Government ministers are said to be considering a radical plan for people over 40 to pay more tax and national insurance to help fund social care.
Reports over the weekend suggested those reaching the milestone birthday would have to pay extra – or have to take out insurance against ending up in a care home.
The Guardian said the additional money would then be used to pay for the help elderly people need when trying to care for themselves.
Prime Minister Boris Johnson has pledged to “fix the crisis in social care once and for all” – and his new health and social care taskforce and the Department of Health and Social Care are now looking at the idea, the Express reports.
Some reports suggested Health Secretary Matt Hancock is a keen supporter of the plan, but sources said there were “vast differences in opinion” within the government.
They added the proposed move could further frustrate people who will have paid – or are still paying off – their student loans, as well as those having a mortgage to pay and the cost of bringing up children.
Caroline Abrahams, the charity director at Age UK, has backed the move, and said: “Some older people may look askance at the idea of only the over-40s paying to fund a new national care system.
“However, if that’s what our Government is considering embracing here than it may be rather a good deal, since that system offers a level of provision and reassurance that we can only dream of here at the moment.”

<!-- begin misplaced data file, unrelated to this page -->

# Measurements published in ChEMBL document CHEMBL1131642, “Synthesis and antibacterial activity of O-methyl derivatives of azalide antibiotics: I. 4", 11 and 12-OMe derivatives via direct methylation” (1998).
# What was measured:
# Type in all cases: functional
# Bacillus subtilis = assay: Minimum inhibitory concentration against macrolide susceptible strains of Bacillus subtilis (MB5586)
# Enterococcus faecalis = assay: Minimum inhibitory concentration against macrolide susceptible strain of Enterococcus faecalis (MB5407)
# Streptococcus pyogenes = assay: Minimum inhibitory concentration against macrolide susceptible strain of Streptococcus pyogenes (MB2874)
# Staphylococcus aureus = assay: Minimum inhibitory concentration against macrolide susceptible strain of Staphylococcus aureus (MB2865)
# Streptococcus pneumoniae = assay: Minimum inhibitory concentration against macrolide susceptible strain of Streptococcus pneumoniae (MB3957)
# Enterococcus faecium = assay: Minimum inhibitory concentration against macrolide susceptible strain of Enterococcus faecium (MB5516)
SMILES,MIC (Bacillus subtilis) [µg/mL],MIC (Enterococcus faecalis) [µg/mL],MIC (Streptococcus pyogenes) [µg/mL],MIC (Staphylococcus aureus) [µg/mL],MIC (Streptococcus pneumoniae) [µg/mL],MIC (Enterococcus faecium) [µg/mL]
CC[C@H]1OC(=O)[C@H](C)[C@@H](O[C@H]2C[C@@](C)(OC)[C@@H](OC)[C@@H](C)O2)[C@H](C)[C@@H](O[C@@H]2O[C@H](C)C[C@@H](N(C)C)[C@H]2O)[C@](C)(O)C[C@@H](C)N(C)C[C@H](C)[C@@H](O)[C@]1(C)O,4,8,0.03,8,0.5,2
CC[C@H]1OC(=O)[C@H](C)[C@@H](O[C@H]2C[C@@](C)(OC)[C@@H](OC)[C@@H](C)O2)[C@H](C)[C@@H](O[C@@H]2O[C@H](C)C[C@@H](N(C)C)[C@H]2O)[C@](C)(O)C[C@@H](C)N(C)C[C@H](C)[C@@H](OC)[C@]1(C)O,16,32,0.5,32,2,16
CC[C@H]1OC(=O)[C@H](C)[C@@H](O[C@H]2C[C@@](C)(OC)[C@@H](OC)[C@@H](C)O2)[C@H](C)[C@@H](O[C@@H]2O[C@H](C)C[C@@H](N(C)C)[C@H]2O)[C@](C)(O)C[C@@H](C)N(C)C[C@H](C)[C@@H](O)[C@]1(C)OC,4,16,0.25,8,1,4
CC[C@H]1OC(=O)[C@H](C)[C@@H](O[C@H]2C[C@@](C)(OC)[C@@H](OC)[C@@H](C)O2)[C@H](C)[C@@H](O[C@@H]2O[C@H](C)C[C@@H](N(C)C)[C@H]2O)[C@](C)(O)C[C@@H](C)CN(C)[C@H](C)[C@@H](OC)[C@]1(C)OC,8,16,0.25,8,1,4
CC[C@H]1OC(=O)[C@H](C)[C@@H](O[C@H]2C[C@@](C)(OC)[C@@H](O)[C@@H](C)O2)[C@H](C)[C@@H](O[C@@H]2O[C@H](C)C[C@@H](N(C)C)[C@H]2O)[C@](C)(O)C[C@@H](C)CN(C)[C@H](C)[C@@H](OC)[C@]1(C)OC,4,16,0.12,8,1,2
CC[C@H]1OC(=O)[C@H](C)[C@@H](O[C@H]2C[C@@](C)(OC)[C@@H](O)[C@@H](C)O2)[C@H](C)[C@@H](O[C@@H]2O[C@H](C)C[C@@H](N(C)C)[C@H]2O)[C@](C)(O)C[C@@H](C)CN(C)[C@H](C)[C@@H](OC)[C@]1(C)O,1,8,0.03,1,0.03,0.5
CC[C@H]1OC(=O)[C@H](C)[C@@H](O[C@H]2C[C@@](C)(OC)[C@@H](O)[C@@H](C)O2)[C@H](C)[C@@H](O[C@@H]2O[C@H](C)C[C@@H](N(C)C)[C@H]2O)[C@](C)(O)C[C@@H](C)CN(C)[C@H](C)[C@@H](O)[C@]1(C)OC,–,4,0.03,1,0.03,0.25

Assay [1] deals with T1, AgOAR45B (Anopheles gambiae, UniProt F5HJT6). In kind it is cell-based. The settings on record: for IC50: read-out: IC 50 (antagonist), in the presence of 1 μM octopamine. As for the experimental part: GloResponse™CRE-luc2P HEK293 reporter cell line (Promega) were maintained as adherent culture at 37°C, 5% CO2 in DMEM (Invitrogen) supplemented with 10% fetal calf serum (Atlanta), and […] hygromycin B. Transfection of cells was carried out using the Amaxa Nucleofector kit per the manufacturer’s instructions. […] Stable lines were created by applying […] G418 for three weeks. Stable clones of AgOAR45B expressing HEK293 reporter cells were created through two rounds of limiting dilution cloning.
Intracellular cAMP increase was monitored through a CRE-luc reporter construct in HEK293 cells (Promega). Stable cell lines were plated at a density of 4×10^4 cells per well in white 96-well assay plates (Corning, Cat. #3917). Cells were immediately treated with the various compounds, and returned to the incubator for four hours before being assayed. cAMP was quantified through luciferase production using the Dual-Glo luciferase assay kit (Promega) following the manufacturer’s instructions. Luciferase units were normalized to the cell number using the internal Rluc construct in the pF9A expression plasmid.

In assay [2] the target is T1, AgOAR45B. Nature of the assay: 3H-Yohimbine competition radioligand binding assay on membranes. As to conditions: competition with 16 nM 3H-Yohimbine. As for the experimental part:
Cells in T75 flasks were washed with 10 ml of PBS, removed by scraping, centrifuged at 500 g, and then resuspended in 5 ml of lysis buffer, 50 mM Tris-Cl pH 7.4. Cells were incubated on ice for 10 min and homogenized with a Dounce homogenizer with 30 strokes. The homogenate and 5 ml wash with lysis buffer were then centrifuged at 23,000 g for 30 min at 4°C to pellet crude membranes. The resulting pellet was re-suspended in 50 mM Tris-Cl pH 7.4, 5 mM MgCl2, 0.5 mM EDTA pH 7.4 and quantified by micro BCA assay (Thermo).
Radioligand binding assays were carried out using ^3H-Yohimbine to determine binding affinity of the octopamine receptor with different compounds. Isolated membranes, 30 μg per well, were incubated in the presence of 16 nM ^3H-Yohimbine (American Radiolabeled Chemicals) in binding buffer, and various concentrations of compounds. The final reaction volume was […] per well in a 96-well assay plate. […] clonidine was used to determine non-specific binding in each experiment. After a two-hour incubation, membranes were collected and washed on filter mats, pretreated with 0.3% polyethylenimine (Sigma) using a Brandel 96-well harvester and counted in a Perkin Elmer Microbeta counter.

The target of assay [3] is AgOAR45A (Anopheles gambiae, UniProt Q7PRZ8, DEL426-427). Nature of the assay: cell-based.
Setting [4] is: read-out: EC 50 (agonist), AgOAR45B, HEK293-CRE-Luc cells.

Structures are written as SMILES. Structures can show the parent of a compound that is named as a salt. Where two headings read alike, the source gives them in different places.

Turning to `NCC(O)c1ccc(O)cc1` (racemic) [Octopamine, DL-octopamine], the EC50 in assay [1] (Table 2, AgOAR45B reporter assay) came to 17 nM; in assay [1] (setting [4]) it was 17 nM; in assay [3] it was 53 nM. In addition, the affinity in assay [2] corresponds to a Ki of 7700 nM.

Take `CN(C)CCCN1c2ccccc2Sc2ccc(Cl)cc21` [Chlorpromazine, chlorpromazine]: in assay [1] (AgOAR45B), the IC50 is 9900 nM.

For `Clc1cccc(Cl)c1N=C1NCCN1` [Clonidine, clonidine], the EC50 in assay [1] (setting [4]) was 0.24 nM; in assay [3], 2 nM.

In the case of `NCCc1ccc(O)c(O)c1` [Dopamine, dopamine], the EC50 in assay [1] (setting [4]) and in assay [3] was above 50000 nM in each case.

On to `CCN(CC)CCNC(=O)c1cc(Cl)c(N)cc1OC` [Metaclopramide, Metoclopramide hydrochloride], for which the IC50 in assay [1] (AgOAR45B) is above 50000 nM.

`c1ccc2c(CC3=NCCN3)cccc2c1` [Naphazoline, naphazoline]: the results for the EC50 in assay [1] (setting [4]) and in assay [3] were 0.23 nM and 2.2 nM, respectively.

Former Liberal Democrat MP Paul Burstow, who was Social Care Minister in the Conservative coalition Government from 2010-12 and is now chair of the Social Care Institute for Excellence, added: “Introducing an insurance contribution from the over-40s would help put social care on a firm footing for the future.
“This approach has already been adopted in other countries on a mandatory basis to ensure risk is fairly spread and sufficient funds are raised.”
He warned any reform of the social care sector needs to “avoid the lottery of huge lifetime care bills”.
Earlier this month, Sir Simon Stevens, the chief executive of NHS England, said he hopes progress will be made within the next 12 months over how the UK can solve the social care crisis.
The Prime Minister’s official spokesman said on Thursday: “We remain committed to bringing forward a plan for social care so everybody is treated with dignity and respect, and nobody has to sell their home to pay for care.”